Taking the pulse of the Ross Sea Outflow
Melt water produced by ice shelves around Antarctica influences ocean currents, temperature and salinity around the Southern Ocean and globally. The Ross Ice Shelf to the south of New Zealand is amongst the largest Antarctic ice shelves. Currently, our capacity to model its outflow and impact on our climate system is limited.
This project will take new measurements, both from ships and from robotic gliders programmed to fly up and down through the ocean, to understand how water moves between the shallow shelf and the deeper ocean. We’ll compare our findings to historical data and document the ways in which the Ross Sea outflow has changed over the past decade.
In doing so, we’ll improve how these processes are simulated in the NZ Earth System Model and contribute to more accurate predictions of New Zealand’s future climate.
Project contact: Melissa Bowen, University of Auckland
Project budget: $300,000
Project duration: July 2017 – July 2019
Latest news and updates
2018 may well be the year New Zealand gets serious about adapting to our changing climate. Last year, and the start of this one, gave all of us plenty of opportunities to experience a future in which creeping sea level rise and extreme weather – from drought to flood to surprise storm surges – make day-to-day life more precarious and more expensive.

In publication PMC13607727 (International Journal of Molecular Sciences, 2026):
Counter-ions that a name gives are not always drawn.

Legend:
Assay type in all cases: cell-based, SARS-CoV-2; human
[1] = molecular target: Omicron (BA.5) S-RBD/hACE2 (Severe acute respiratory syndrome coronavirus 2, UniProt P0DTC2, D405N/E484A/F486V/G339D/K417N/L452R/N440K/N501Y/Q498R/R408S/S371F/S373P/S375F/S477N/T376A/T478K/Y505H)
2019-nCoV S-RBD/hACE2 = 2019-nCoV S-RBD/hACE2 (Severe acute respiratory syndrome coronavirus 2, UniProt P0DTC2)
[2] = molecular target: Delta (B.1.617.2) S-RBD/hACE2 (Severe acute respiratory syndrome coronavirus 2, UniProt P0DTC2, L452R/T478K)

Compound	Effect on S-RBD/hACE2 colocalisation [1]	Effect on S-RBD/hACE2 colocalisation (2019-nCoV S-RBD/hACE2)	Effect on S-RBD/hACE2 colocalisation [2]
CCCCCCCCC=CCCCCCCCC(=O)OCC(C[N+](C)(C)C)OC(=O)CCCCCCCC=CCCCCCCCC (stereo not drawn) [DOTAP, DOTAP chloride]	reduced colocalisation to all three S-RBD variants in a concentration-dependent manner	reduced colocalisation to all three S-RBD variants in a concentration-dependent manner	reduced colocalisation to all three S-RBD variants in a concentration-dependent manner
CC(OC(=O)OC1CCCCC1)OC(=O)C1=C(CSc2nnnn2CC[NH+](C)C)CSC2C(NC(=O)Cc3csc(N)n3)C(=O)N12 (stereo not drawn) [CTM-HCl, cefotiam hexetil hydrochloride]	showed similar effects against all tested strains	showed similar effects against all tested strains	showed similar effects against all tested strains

In October 2017, the Deep South Challenge released a report into the state of the nation’s storm and waste water infrastructure, in the face of a changing climate. The report garnered significant media attention – not surprising given the infrastructure is currently valued at well over $20 billion.
The Deep South Challenge awards funding to investigate climate-resilient, high-value crops for the whānau of Omaio
The whānau of Omaio in the Bay of Plenty have joined forces with NIWA researchers to explore the viability of climate-resilient, high-value crops for the rohe. The group has won a $250,000 research grant under the Vision Mātauranga programme of the Deep South National Science Challenge to better understand Omaio’s changing climate and how it might support the community to create a local economy based around a high-value product like kiwi fruit.